Sessions Information

  • April 30, 2021
    4:30 pm - 5:30 pm
    Session Type: Works-in-Progress
    Session Capacity: N/A
    Hotel: N/A
    Room: N/A
    Floor: N/A

    Law Clinics and (Social) Media

    The media can be a powerful ally and tool for lawyers, but few are trained in media advocacy or the opportunities, best practices, and landmines that it presents. The goal of Professor Karin's article is to help change that norm by making the case for integrating media work into our clinical curriculum, demystifying the media toolkit, and providing an overview of the potential components of an effective 21st century campaign. It also will provide faculty with an understanding of the pedagogy behind and the options to train students on ethical media advocacy skills. Part I will outline the role of media as a lawyering competency, the potential components of a media toolkit, and a lawyer’s professional obligations related to these skills. Part II will make the case for (re)designing a law clinic to intentionally integrate media advocacy. After offering an overview of how some clinics are already doing this work, this section also will explore the reasons for doing this and counter some anticipated critiques against training students on these skills. Finally, the article will offer best practices and tips to deploy media work for the advantage of a client or campaign and provide sample exercises related to both traditional and social media for use in seminar.

    Just Compensation: An Empirical Examination of Legal Externships for Pay and Credit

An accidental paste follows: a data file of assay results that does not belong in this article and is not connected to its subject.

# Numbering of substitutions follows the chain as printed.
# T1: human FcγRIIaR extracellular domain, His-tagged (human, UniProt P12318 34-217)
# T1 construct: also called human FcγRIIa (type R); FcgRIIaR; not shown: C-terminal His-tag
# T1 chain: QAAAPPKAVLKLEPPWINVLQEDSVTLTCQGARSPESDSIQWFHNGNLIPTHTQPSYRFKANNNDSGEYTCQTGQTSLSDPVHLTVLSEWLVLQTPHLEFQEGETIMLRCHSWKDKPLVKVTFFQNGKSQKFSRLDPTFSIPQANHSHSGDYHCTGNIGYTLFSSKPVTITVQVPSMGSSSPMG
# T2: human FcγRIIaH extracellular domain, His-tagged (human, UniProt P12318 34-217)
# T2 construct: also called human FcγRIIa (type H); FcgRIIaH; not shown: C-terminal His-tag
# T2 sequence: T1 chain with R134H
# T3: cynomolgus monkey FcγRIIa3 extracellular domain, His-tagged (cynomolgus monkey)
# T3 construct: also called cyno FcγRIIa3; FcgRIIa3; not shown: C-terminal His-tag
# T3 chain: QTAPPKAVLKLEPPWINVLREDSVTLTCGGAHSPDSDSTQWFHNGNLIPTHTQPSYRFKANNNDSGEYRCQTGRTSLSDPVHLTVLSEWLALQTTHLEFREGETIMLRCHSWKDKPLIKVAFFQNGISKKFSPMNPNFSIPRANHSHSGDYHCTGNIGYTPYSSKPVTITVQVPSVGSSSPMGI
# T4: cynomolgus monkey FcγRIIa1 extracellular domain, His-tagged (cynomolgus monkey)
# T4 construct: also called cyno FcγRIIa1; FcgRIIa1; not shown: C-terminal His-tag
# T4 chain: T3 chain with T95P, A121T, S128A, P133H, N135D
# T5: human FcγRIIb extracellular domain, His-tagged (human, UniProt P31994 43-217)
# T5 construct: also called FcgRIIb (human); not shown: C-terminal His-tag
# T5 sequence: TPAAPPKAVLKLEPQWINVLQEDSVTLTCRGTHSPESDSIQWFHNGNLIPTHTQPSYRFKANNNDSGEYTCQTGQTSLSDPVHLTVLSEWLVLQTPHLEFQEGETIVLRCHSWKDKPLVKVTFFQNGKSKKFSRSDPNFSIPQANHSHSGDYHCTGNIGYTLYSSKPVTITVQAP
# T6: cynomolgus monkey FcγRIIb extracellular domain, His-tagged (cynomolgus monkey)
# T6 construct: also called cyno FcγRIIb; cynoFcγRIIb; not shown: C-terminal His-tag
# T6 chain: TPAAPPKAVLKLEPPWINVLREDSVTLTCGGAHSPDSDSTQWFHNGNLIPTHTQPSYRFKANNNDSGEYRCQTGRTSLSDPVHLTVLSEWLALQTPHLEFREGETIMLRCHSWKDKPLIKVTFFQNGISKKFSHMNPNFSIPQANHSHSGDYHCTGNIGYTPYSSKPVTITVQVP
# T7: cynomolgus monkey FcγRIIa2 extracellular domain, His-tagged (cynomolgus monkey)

For-credit externships offer law students a much-needed opportunity to experience the “real world” of legal practice, rounding out their legal education in ways not possible through classroom teaching alone. When the ABA changed its rules to allow externs to be compensated for their work while still earning school credit, some in legal academia were worried. Would highly attractive paid externships come at the cost of diminished interest in unpaid government and non-profit work? Would the work paid externs would be assigned be of a lesser educational quality than their for-credit only peers? Conjecture and anecdotal evidence abounded on both sides of the argument.

    Professor Larmore's article aims to inject the debate over paid externships with empirical evidence. Drawing on several years’ worth of student and supervisor final evaluations, the author analyzes enrollment patterns, numerical ratings, and work assignment descriptions to determine whether students who are paid for their externships fare any better or worse than their unpaid counterparts. The resulting data demonstrates that, while paying students for their work has had some notable impact, it is far less than critics might have predicted. Moreover, there are some areas in which the data shows that paid externs are thriving even more than their unpaid peers.

Session Speakers
Organization: University of the District of Columbia, David A. Clarke School of Law
Works-in-Progress Presenter

Organization: Chapman University Dale E. Fowler School of Law
Works-in-Progress Presenter

Session Fees
  • Works in Progress Group # 17 – Externships: $0.00